The philosophers amongst us may start to waffle on about the unattainability of perfection. They may rub their chins (in a sage-like fashion) and let us know that it is what is removed and what is tolerated that brings us close to attaining this Nirvana. Yet, when I decided to wrap a simple fish cake in smoked salmon, I came as they say, pretty damn close.
When I was younger, I did a lot of fishing. There is something wonderful about standing on a rocky outcrop overlooking the Atlantic and anticipating a catch. The time spent anticipating gave plenty of opportunity for philosophical thought too. It also gave time to pick and chew a bit of samphire. It is a salty plant that grows in some abundance on Ireland’s West coast.
It’s an unusual ingredient. If you haven’t had the pleasure of tasting it, it’s like eating a little bit of the sea (without all those pieces of plastic). It added a lovely fresh, philosophical note to the dish.
- 200 gms fresh salmon
- 200 gms cod
- A few slices of smoked salmon
- A handful of samphire
- A small amount of chopped chives
- A half teaspoon of black pepper
- A half teaspoon of dried seaweed
- An egg
- A handful of breadcrumbs
You will need a pastry ring or the patience of Job to form the cakes. I recommend the pastry ring.
As with so many of my recipes, this is pretty straightforward. Firstly, sharpen a good knife and skin the fish.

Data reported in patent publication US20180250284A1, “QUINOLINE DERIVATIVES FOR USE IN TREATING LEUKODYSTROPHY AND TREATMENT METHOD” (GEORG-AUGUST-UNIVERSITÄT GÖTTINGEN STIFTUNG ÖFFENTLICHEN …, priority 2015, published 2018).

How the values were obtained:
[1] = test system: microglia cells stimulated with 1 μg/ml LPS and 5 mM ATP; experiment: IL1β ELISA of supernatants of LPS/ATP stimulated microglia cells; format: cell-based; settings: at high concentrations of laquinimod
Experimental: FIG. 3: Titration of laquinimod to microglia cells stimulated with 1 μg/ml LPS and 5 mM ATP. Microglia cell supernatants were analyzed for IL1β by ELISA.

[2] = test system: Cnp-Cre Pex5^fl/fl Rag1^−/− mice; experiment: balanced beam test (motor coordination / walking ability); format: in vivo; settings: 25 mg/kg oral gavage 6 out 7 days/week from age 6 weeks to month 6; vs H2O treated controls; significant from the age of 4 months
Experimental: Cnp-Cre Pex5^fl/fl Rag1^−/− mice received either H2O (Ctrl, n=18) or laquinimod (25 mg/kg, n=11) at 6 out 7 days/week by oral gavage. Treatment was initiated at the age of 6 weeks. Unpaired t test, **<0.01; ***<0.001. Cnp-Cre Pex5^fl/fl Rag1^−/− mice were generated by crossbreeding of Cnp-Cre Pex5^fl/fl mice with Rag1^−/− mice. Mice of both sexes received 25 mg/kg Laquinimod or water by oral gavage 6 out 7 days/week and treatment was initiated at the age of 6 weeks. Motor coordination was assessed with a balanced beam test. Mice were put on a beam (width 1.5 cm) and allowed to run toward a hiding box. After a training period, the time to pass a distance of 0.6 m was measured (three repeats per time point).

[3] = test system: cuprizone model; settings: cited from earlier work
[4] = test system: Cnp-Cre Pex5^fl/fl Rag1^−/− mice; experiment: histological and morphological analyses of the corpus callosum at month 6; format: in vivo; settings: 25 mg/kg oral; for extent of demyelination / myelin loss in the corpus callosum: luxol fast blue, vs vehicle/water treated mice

Side note on salmon: There is plenty of poor quality farmed Atlantic salmon available. To avoid it, I buy organic. We are lucky in Ireland as we have some great organic salmon producers. For these cakes, I also chose the tail. It gets more exercise than other parts of the fish and is tastier as a result.
Slice the raw fish into small pieces. Do likewise with the samphire and chives.
Place the fish, breadcrumbs, samphire, chives, seaweed and pepper in a bowl. Break in the egg. Stir to combine.
Line the pastry cutter with smoked salmon, allowing for overlap. Fill the parcel, overlap and turn it over before removing the ring.
Repeat the process until you run out of smoked salmon or filling.
Place the parcels in a 180°C (350°F) oven for 20 minutes. Let them rest for a couple of minutes before serving.
The flavours brought me right back to the times in my youth, with ozone in the air and sea salt on my lips, fishing on the rocky Galway shore. I need to get the rods out of the attic. They were truly perfect days.
The parcels look great, they taste better and I do think that they move us just one step closer to perfection.